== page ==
The tragic and untimely passing of movie star Chadwick Boseman in August left fans crestfallen, creating a time of reflection and introspection. We remember his tremendous talent and accomplishments, specifically his portrayal as the titular character in Marvel’s Black Panther. The film was hugely successful and was regarded as “one of the best superhero movies of the century.”

Though other Marvel films received reviews of the same caliber, Black Panther is celebrated as an example of genuine representation and inclusion, and “its emphasis on Black imagination, creation, and liberation.”

The film features a nearly all Black cast and emphasizes strong female heroines and their leadership. Its success in genuine representation of color, culture, and gender proved masterful. It resulted in the empowerment of groups historically marginalized, stereotyped, demeaned, and even villainized through film and television. 

While it’s important to praise the work well-done of genuine diversity in media, it is critically important to further understand the binaries of representation. This can be done by juxtaposing tokenism and diversity.

Merriam-Webster defines “diversity” as “the condition of having or being composed of different elements”. Diversity ranges from race, ethnicity, gender, sexual orientation, religious and political beliefs, age, socio-economic class, and physical abilities. Some other well regarded examples of diverse representation in media include ‘Love, Simon’, ‘Crazy Rich Asians’, and ‘Moana’. In terms of television and film the importance of diversity is not limited to those on the screen, but those behind the scenes as well. In addition to Chadwick Boseman, Lupita Nyong’o, and Michael B. Jordan, the movie showcased the work of both a Black director, Ryan Coogler, and a Black production team. Ruth E. Carter, the costume designer for the film, was distinguished for her work and ultimately received an Oscar, becoming the first Black woman to win that award. The authentic diversity was bolstered and strengthened by the combination of a Black cast and crew, and this ultimately translated to the enormous success of the movie.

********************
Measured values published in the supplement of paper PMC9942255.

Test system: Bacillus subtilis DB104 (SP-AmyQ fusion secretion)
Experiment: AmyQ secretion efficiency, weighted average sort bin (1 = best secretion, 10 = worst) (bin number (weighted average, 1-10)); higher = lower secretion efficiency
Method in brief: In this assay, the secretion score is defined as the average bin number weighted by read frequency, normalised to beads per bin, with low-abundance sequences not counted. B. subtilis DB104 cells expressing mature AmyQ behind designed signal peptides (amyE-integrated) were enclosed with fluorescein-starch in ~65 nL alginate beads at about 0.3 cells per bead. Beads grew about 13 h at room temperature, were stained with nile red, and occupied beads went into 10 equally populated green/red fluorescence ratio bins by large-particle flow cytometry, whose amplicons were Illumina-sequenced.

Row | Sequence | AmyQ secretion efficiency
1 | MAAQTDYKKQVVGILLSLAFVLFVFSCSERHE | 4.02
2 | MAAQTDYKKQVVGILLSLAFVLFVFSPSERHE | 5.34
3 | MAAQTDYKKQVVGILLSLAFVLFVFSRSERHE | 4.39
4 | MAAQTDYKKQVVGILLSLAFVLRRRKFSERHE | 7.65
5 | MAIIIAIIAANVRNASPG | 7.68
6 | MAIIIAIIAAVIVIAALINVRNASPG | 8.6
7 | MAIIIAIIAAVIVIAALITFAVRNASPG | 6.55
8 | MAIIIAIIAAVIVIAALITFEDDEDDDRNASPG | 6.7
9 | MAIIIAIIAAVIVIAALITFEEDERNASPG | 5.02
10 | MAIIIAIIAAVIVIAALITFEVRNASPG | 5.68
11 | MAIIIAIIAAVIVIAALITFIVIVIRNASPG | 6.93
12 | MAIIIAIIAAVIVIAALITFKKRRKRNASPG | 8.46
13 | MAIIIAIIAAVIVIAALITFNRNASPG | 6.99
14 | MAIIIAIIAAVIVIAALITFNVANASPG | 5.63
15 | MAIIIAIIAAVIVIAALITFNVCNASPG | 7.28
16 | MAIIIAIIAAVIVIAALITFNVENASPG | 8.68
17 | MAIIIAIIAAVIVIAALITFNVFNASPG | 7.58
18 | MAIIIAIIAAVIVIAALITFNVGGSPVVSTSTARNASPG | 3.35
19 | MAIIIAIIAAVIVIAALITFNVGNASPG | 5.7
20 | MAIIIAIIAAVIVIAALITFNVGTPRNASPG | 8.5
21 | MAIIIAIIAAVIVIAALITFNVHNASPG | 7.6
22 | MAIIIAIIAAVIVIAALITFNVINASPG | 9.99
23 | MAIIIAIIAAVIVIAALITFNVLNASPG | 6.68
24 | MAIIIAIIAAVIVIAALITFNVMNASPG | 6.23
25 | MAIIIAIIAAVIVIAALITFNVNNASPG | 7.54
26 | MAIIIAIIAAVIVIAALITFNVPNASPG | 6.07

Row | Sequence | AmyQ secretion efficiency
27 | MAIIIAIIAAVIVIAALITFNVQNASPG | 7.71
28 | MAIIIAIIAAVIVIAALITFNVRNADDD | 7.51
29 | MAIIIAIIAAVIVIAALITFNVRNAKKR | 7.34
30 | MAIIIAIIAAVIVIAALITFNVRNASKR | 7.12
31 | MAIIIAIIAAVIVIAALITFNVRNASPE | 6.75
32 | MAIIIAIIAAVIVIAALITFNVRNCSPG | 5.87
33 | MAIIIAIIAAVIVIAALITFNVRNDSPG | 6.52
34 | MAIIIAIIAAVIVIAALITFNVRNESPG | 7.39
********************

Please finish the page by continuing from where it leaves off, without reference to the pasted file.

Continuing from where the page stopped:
While some may view the addition of a single actor of color, differing gender, or sexual orientation as true diversity, it is most commonly disingenuous. It is a prime example of tokenism and one of many results of the Eurocentric, male, and heteronormative mindset that dominate the media. According to Oxford Languages, tokenism is “the act of making only a perfunctory or symbolic effort to do a particular thing, especially by recruiting a small number of people from underrepresented groups''. In terms of television and film, this includes the addition of a so-called “diverse character” who is mainly relegated to stereotypes. Examples of these personas include the “angry Black girl”, “smart Asian”, and “damsel in distress”. As a result, the “diversity” is performative, and the characters are rarely highlighted or supported. This “representation” creates a facade for viewers, in which they feel bound to one portrayal of their kin, and thus may quell their identity by reinforcing the narrow perceptions of underrepresented groups held by the overrepresented viewers.

One movie that is symptomatic of tokenism is ‘Charlie’s Angels’(2000). The film is inundated with bouts of cultural appropriation and stereotypes. Though the film features one woman of color as a lead, her character is problematic in that it features an offensive representation through the misuse of traditional wear in Chinese and Indian cultures. Albeit the movie features an Asian-American woman, she is portrayed in a distasteful manner. Additionally, the women feed into the ditz and absent-minded stereotype, discouraging the reality that women to be strong, intelligent, and independent.

It’s incredibly important that diverse bodies are exposed to true representation and inclusion, as it is crucial to the development of identity and viewers. The insertion of characters who undertake the role of negative images or stereotypes are overrepresented, thus leading to the internalization of such negative images, which can be damaging to overall self-esteem and ultimately one’s psyche.   

Though films like ‘Black Panther’ provide a panoramic narrative of genuine diversity, it’s important to further dissect and analyze the instances of tokenism present in mainstream media to encourage positivity and true representation within marginalized groups.